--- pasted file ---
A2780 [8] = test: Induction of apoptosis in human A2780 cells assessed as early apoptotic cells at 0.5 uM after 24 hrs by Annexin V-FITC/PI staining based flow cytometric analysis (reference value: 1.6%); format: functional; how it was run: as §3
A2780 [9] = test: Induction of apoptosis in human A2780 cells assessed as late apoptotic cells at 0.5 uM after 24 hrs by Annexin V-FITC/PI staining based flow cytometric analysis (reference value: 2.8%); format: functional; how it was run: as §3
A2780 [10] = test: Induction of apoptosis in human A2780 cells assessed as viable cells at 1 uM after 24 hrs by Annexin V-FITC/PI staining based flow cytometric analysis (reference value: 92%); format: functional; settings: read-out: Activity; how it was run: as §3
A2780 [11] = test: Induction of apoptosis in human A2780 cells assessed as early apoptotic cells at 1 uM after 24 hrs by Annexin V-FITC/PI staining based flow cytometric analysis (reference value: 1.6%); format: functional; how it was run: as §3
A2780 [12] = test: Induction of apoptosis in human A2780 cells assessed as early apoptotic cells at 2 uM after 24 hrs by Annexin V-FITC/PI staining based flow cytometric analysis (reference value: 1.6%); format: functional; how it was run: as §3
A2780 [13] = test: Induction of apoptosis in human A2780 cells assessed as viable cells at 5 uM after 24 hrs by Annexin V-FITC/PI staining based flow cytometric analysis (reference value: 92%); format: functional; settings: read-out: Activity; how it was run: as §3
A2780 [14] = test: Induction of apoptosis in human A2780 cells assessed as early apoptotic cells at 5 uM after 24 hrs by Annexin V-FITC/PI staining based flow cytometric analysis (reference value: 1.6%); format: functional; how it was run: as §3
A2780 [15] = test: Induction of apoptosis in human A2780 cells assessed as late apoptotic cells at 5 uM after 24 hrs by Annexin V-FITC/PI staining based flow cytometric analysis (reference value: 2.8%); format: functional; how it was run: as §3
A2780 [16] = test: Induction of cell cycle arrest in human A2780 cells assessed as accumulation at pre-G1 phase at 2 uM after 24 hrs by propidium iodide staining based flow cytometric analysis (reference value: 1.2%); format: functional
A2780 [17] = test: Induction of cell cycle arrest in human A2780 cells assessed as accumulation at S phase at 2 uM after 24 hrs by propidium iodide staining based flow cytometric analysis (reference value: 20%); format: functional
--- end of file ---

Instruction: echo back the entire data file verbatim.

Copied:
A2780 [8] = test: Induction of apoptosis in human A2780 cells assessed as early apoptotic cells at 0.5 uM after 24 hrs by Annexin V-FITC/PI staining based flow cytometric analysis (reference value: 1.6%); format: functional; how it was run: as §3
A2780 [9] = test: Induction of apoptosis in human A2780 cells assessed as late apoptotic cells at 0.5 uM after 24 hrs by Annexin V-FITC/PI staining based flow cytometric analysis (reference value: 2.8%); format: functional; how it was run: as §3
A2780 [10] = test: Induction of apoptosis in human A2780 cells assessed as viable cells at 1 uM after 24 hrs by Annexin V-FITC/PI staining based flow cytometric analysis (reference value: 92%); format: functional; settings: read-out: Activity; how it was run: as §3
A2780 [11] = test: Induction of apoptosis in human A2780 cells assessed as early apoptotic cells at 1 uM after 24 hrs by Annexin V-FITC/PI staining based flow cytometric analysis (reference value: 1.6%); format: functional; how it was run: as §3
A2780 [12] = test: Induction of apoptosis in human A2780 cells assessed as early apoptotic cells at 2 uM after 24 hrs by Annexin V-FITC/PI staining based flow cytometric analysis (reference value: 1.6%); format: functional; how it was run: as §3
A2780 [13] = test: Induction of apoptosis in human A2780 cells assessed as viable cells at 5 uM after 24 hrs by Annexin V-FITC/PI staining based flow cytometric analysis (reference value: 92%); format: functional; settings: read-out: Activity; how it was run: as §3
A2780 [14] = test: Induction of apoptosis in human A2780 cells assessed as early apoptotic cells at 5 uM after 24 hrs by Annexin V-FITC/PI staining based flow cytometric analysis (reference value: 1.6%); format: functional; how it was run: as §3
A2780 [15] = test: Induction of apoptosis in human A2780 cells assessed as late apoptotic cells at 5 uM after 24 hrs by Annexin V-FITC/PI staining based flow cytometric analysis (reference value: 2.8%); format: functional; how it was run: as §3
A2780 [16] = test: Induction of cell cycle arrest in human A2780 cells assessed as accumulation at pre-G1 phase at 2 uM after 24 hrs by propidium iodide staining based flow cytometric analysis (reference value: 1.2%); format: functional
A2780 [17] = test: Induction of cell cycle arrest in human A2780 cells assessed as accumulation at S phase at 2 uM after 24 hrs by propidium iodide staining based flow cytometric analysis (reference value: 20%); format: functional